Thursday, February 21, 2008

RECORD WEEK Part 4: Okeh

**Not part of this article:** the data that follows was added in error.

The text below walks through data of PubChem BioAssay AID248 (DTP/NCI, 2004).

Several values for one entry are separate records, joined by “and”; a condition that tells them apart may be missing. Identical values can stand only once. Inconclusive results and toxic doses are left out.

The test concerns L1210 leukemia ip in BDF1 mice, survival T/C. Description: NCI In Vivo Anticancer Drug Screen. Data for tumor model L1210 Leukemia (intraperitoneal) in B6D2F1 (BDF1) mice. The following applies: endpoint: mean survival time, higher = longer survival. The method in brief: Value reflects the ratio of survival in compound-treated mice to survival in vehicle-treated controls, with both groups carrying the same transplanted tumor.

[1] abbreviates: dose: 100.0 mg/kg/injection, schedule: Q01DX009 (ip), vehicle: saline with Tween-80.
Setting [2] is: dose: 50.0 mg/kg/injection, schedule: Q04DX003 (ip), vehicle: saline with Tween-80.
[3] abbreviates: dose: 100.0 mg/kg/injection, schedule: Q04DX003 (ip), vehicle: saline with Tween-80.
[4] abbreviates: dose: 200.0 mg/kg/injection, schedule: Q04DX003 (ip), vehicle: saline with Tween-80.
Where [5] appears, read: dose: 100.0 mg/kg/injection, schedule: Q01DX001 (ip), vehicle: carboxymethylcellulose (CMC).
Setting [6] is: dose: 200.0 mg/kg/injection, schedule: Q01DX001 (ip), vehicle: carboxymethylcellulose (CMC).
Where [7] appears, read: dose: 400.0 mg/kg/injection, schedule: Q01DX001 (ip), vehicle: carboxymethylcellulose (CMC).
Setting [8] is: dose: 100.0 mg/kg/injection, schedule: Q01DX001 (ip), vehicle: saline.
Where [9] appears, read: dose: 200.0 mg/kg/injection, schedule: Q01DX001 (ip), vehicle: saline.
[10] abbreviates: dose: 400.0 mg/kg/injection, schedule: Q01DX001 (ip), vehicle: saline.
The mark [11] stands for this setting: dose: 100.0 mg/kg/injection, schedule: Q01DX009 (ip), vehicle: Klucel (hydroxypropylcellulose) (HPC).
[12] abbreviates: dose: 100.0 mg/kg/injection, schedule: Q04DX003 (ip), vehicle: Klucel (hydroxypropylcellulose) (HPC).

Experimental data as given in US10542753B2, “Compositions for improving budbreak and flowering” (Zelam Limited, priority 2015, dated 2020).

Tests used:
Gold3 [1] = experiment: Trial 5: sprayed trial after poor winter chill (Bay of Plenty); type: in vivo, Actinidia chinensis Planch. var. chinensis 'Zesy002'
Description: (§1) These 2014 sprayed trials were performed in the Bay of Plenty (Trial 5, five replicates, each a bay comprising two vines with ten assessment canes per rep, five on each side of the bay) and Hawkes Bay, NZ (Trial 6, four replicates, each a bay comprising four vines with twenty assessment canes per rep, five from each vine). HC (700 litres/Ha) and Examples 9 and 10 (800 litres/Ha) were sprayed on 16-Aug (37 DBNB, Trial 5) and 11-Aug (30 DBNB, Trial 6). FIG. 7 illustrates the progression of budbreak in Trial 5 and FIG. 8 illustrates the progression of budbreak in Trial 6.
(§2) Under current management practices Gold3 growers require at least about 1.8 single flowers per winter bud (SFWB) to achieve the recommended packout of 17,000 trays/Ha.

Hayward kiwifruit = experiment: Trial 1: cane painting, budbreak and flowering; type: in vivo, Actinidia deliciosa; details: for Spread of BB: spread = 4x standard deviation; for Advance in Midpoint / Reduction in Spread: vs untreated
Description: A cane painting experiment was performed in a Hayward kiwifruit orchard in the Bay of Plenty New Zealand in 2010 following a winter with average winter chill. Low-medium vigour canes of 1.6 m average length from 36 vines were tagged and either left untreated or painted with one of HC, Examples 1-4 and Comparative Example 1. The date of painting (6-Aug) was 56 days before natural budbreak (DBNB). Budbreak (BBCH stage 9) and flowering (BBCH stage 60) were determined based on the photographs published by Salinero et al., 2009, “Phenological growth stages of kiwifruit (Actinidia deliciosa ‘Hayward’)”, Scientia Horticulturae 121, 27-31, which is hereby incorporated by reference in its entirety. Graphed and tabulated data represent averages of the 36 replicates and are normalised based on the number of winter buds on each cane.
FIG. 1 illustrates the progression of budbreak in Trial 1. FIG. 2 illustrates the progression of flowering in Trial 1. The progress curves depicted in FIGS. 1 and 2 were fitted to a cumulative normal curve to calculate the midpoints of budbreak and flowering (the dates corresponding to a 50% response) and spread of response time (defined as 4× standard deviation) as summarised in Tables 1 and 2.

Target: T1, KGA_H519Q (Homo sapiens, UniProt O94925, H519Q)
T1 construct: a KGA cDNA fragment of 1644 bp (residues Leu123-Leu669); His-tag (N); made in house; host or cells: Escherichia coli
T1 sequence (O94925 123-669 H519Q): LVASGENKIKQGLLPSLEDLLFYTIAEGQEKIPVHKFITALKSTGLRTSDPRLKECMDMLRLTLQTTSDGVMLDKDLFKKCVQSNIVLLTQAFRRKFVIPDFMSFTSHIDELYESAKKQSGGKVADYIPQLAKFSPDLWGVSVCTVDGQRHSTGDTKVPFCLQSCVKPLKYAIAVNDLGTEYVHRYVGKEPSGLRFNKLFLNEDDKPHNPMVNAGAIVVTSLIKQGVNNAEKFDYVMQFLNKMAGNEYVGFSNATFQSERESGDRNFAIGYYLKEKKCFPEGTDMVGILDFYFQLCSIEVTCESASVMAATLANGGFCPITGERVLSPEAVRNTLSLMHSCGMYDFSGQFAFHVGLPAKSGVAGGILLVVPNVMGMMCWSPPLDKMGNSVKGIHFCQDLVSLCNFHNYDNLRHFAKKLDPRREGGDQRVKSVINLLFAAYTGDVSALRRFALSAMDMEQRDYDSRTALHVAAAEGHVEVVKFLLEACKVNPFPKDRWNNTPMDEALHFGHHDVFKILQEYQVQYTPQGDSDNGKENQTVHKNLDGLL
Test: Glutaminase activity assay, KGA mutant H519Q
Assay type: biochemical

Okeh, as an independent label was short-lived. They started out in 1918 and were bought out by Columbia 2 years later. There's more to the story of course. The label was started by Otto Heinmann the manager of the American branch of the Germany-based Odeon records. That's why they have non-compete clauses now. He was running his own phonograph company the Otto Heineman Phonograph Supply. He then made two purchases. He bought out the Rex Talking Machine Corp. of Philadelphia and Horace Sheble's Domestic pressing plant. He now has a recording studio and record pressing hardware. he got busy making records. They released much of the common pop music from that era but also a wide variety of ethnic recordings for under served demographics. It was that notion that led them to release "race record." They signed Mamie Smith, Louis Armstrong, and King Oliver. It's probably what made them attractive to Columbia as a property. Columbia stopped using the Okeh Brand in the 1960s putting out only 3 releases in 1970 stopping entirely after # 7338 Major Lance a northern soul artist. I've never heard it, I'm sfraid it might be disco.